Stew. For breakfast, lunch, and dinner.

I had an AFGO the other day.  (Another eFfing Growth Opportunity, for those of you unfamiliar with my genius dad’s brilliant catch-phrase.)  And I have been stewing over it ever since.  And not just stewing… I’ve also ruminated on it, mulled it over, worked myself into a frenzy, wrote and deleted angry emails about it, and given it major lip service.

(I tend to have a very hard time just letting things go… like you don’t!)

Was all of that stewing, etc, worth my while?  Probably not.  And I need to get over it.  So I’m going to blog about.  Because that’s what I do.

It boils down to an issue of respect, and ultimately, sexism, I believe.

I offered up a genuine concern to a colleague.  I was told I was wrong.

Fine.  Difference of opinion.  That happens and it’s ok.

(No, Michele, I am not talking about you. You can relax now.)

But then I received a phone call about the issue.  A phone called that started with laughter (laughter!!) over my concern.  My legitimate and professionally raised concern.

And it was then that my blood boiled.  BOILED.

Don’t worry, I spoke up.  I said that the laughter was inappropriate, belittling, and disrespectful.  I was quickly taken off speaker phone.  (In-ter-es-an-te…)  Many patronizing efforts were made to placate me, but I was already done.  Checked out.

I had already been accused of “throwing a temper tantrum” by this person once.  And I play by NIH softball rules–  you start with one strike.  (For those keeping score at home, that makes three.  OUT!)

I was invited to sit at the metaphorical table and I stood my ground while I was there.  Unfortunately, I was not respected for doing so and, having witnessed civil discourse related to several disagreements with other male colleagues, I have every reason to believe that the lack of respect stems from the fact that I am a woman.  Hence the boiling, roiling blood.

Sexism in the twenty-fourth and a half cent-ur-y!!!

I started college in 2001, grad school in 2005, and entered the professional work force in 2011.  You would think that after year 2000, sexism on campus and in the work place would be a thing of the past.


I have experienced blatant and disturbing sexism in all three places.

In college, a professor told me that he didn’t know what I was getting so worked up about since I was only there for my M-R-S. (B-S, P-H-D in your face! Then the Mrs… thanks, MTU.)

In graduate school, I was told that I was doing female scientists a disservice by leaving the traditional academic structure.  (Still female… still engaged in biomedical research… still working toward the improvement of human health on a daily basis… but whatevs.)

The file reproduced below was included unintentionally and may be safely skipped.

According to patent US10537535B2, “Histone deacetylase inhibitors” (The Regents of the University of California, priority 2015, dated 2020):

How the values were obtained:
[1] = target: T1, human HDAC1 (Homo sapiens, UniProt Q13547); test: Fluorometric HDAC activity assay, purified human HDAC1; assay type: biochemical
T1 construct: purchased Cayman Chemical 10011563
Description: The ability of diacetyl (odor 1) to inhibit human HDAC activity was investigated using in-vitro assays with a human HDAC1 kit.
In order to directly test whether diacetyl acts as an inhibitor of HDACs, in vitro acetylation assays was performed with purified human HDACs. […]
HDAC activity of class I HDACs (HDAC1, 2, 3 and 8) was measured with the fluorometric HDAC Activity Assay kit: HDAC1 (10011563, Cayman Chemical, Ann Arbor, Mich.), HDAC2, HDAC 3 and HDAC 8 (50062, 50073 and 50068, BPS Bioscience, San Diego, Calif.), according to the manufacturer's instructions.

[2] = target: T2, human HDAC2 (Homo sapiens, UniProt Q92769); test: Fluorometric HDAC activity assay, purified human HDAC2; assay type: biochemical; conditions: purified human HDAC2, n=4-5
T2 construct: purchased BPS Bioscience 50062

And now, with over two years of professional experience and a track record of success under my belt, there are still certain members of the “old boy’s club” that take it upon themselves to remind me that I am somehow less.


With the exception of awkward conversations in the bathroom (because I’m the most awkward small-talk-maker ever), I think before I speak and rarely raise concerns unless I find them legitimately worthy of consideration.  I can understand why people might have been wary of me (fresh out of school and all that) at first, but I am good at my job and I have demonstrated that.  So I deserve to be treated as such.

(But then again, even if someone is new and fresh out of school with no proven track record, they are still a human being (even if it’s a lady!) and therefore deserve to be treated with a basic level of respect.)

I’m always going to have to work with some jerks, that’s a given.  And some of them are going to be men, also a given.

And so, I will continue to react like Jeffrey Tambor as Ed Singer in Muppets from Space:

DON’T… LAUGH… AT… MEEEE! (Start watching at about 0:46, or just recall the hilarity from your own mind.)

Perhaps you think I’m being overly sensitive, or that I’m some sort of “psycho” feminist, espousing the, as the bumper sticker says, radical notion that women are people too.  And that’s ok.  Might as well embrace it.

As my husband heard on Modern Family, and is now fond of saying to me, “harness that crazy into something positive.”

So my positive? Cathartic blog rant! Funny Muppet clip!  And another AFGO in my arsenal!


PS: Yes, “another AFGO” is, in fact, redundant.  Don’t care.

10 thoughts on “Stew. For breakfast, lunch, and dinner.

  1. I’m sorry that happened. Being dismissed (head games in general) isn’t just disrespect, it’s dishonest in it’s intent and says a lot about the people who perpetrate it. Honestly, the work you have done is impressive and I think meeting you on a level playing field intimidates them. Just keep taking the field. Your work speaks for itself and eventually they will appear to be the asses they are.

  2. Ugh. I’m sorry you had to go through this. It’s ridiculous that this type of attitude still exists and is tolerated in the workplace. I’m glad you wrote your cathartic blog post, and I hope you can ignore this person, who sounds quite intimidated by you!

    1. It was totally cathartic– I felt a thousand times better this morning! Blog to the rescue! Perhaps I am just intimidating… it’s probably my jawline 😉

  3. ugh– I don’t think anything can make me more angry than when someone laughs at something I’m saying seriously. That said, I did crack up watching the muppets clip. 🙂

    1. Seriously! I totally agree– when I’m trying to make a legitimate point and get immediately discounted I feel absolutely minuscule.

      The Muppets go a long way toward making things better. And that reaction is TOTALLY the reaction that’s going on in my head!

  4. Please don’t stop writing!! Promise?!

    (Ok and I have to ask, bc if the answer is yes, I will just not even be surprised: Do you know who Emmett Otter is? ( oh please say yes!))

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